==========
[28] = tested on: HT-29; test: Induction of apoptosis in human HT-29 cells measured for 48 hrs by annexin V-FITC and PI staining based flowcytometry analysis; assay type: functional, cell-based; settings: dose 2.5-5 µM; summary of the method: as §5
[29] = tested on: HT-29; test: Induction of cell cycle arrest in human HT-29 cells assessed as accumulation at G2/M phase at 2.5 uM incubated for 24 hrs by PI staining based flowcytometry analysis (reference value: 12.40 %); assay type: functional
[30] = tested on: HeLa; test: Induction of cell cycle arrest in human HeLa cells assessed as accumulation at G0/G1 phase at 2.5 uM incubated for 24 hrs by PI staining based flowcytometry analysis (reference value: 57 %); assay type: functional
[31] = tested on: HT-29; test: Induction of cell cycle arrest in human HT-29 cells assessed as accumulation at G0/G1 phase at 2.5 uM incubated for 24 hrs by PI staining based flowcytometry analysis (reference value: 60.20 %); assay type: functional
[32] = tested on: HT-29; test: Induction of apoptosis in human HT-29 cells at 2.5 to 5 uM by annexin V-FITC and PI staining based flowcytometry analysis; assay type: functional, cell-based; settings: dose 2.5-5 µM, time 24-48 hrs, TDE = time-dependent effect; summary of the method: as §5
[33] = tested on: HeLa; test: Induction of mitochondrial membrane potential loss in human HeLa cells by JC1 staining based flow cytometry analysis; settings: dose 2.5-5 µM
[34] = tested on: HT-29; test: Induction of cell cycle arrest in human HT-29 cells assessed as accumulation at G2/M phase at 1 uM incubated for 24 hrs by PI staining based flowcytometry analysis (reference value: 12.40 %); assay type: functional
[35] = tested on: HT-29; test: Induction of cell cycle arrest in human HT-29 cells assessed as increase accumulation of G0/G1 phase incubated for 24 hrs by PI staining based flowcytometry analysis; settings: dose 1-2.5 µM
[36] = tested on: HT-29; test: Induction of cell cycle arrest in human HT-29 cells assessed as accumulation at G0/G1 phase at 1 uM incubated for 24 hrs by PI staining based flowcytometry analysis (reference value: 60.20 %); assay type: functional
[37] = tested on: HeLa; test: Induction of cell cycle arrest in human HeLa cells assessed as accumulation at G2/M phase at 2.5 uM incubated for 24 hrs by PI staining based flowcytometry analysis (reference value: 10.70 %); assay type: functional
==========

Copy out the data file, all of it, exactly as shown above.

[28] = tested on: HT-29; test: Induction of apoptosis in human HT-29 cells measured for 48 hrs by annexin V-FITC and PI staining based flowcytometry analysis; assay type: functional, cell-based; settings: dose 2.5-5 µM; summary of the method: as §5
[29] = tested on: HT-29; test: Induction of cell cycle arrest in human HT-29 cells assessed as accumulation at G2/M phase at 2.5 uM incubated for 24 hrs by PI staining based flowcytometry analysis (reference value: 12.40 %); assay type: functional
[30] = tested on: HeLa; test: Induction of cell cycle arrest in human HeLa cells assessed as accumulation at G0/G1 phase at 2.5 uM incubated for 24 hrs by PI staining based flowcytometry analysis (reference value: 57 %); assay type: functional
[31] = tested on: HT-29; test: Induction of cell cycle arrest in human HT-29 cells assessed as accumulation at G0/G1 phase at 2.5 uM incubated for 24 hrs by PI staining based flowcytometry analysis (reference value: 60.20 %); assay type: functional
[32] = tested on: HT-29; test: Induction of apoptosis in human HT-29 cells at 2.5 to 5 uM by annexin V-FITC and PI staining based flowcytometry analysis; assay type: functional, cell-based; settings: dose 2.5-5 µM, time 24-48 hrs, TDE = time-dependent effect; summary of the method: as §5
[33] = tested on: HeLa; test: Induction of mitochondrial membrane potential loss in human HeLa cells by JC1 staining based flow cytometry analysis; settings: dose 2.5-5 µM
[34] = tested on: HT-29; test: Induction of cell cycle arrest in human HT-29 cells assessed as accumulation at G2/M phase at 1 uM incubated for 24 hrs by PI staining based flowcytometry analysis (reference value: 12.40 %); assay type: functional
[35] = tested on: HT-29; test: Induction of cell cycle arrest in human HT-29 cells assessed as increase accumulation of G0/G1 phase incubated for 24 hrs by PI staining based flowcytometry analysis; settings: dose 1-2.5 µM
[36] = tested on: HT-29; test: Induction of cell cycle arrest in human HT-29 cells assessed as accumulation at G0/G1 phase at 1 uM incubated for 24 hrs by PI staining based flowcytometry analysis (reference value: 60.20 %); assay type: functional
[37] = tested on: HeLa; test: Induction of cell cycle arrest in human HeLa cells assessed as accumulation at G2/M phase at 2.5 uM incubated for 24 hrs by PI staining based flowcytometry analysis (reference value: 10.70 %); assay type: functional